Technology Supermarkets and Freetrader Publications - which ran Melbourne computer swapmeets and Computer Trader magazine - have shut down following threats of legal action.
A note on one of its websites said the owners of both companies, Max and Dorothea Morton, had ceased trading, blaming allegations of piracy and threats of legal action for the closure.
"Max and Dorothea have been receiving a significant amount of harassment by lawyers acting in relation to the sale of counterfeit goods at the swapmeets and by Computer Trader," the note reads.
"The allegations are untrue and the threats are without foundation ... Max and Dorothea have always been at pains to operate their businesses within the law and with integrity and transparency."
The Mortons could not be reached for comment but the note goes on to say that the allegations and threats had been "very stressful and detrimental" to their health and "general wellbeing".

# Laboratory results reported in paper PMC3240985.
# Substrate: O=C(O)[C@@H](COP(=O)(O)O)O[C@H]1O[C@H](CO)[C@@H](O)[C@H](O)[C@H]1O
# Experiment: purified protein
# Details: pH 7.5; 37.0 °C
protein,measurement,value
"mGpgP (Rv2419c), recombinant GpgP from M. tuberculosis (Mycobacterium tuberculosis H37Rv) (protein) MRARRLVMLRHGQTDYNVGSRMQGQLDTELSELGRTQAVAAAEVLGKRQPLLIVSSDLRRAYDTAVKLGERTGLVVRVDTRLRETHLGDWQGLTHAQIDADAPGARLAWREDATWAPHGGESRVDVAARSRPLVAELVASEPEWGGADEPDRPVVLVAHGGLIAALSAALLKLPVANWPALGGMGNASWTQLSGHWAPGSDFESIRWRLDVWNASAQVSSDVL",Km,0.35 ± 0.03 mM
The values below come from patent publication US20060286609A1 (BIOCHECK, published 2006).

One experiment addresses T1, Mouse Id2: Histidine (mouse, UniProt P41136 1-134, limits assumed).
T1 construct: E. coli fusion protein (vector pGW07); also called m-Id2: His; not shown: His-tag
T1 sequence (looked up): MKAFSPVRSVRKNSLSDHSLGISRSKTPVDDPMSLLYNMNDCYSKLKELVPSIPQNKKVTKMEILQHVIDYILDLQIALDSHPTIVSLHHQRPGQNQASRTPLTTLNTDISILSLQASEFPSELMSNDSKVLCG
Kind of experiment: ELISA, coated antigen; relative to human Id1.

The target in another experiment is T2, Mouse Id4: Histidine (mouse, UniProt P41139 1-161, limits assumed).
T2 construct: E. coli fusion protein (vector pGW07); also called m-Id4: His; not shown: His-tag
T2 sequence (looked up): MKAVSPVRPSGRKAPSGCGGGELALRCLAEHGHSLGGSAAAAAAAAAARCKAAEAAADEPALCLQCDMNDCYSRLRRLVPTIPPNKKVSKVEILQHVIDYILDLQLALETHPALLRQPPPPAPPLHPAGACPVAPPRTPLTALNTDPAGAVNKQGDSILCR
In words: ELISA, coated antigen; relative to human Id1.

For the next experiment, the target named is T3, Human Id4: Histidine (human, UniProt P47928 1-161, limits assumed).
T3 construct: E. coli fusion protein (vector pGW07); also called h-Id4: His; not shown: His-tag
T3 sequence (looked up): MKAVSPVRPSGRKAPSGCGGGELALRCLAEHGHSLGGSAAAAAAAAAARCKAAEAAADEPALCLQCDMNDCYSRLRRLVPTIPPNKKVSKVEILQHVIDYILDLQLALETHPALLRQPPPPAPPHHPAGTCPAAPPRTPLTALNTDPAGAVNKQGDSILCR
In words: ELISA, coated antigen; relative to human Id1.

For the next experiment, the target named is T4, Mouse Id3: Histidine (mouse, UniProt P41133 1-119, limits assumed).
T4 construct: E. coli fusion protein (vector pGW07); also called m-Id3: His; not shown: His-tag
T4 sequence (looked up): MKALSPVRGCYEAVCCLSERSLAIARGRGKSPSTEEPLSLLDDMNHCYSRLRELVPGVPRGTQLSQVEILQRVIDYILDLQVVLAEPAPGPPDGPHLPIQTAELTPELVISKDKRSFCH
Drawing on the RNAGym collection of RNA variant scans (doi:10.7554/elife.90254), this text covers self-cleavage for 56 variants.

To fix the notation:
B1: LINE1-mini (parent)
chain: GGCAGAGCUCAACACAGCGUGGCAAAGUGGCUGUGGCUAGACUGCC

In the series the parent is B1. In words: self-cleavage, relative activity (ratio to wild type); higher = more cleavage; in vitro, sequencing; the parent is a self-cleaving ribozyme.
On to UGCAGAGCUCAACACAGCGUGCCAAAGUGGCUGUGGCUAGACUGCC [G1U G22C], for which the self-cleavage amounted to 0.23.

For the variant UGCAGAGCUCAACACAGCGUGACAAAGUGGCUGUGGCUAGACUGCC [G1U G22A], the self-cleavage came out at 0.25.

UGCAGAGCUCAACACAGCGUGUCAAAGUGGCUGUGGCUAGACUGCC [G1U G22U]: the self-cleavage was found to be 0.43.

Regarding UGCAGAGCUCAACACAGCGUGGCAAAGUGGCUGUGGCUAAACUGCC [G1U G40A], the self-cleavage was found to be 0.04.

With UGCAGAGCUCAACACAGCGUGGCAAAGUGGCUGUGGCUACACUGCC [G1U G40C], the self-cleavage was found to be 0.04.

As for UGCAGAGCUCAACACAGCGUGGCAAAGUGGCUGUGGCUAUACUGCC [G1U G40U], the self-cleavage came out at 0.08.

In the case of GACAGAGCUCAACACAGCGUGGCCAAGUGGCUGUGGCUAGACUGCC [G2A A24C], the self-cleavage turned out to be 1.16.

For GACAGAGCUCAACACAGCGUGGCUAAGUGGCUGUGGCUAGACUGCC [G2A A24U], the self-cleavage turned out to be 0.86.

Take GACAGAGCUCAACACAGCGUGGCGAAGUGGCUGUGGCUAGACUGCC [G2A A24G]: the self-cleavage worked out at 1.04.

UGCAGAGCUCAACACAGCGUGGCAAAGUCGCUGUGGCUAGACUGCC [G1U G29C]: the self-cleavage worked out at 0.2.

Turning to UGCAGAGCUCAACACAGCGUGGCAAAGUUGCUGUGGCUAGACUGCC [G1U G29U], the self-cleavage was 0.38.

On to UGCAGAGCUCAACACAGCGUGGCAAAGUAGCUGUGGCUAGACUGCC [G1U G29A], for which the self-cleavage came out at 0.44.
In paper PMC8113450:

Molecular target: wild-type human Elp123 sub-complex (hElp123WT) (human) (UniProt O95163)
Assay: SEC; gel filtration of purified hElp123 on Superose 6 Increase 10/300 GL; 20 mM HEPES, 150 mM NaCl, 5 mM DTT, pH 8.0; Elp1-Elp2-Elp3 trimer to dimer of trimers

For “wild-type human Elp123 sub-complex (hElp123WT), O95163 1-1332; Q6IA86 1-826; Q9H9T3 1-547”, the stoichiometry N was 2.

The businesses had been operating for around 16 years.
Some Victorian IT dealers, including Computer Talk proprietor, Andrew Hogan, welcomed news of the closure.
"I had so many people coming in looking for help after buying cheap stuff'," he said.
Unique Infotech director, Matt Careri, said the closure was probably good news for resellers.
"We had a lot of customers who came in and would work out what they want and price something and, depending on cost, they would often try the swapmeets," he said.
The impact on Unique Infotech wasn't large, as its main business was corporate customers, but Careri said small retailers with a consumer focus had probably suffered.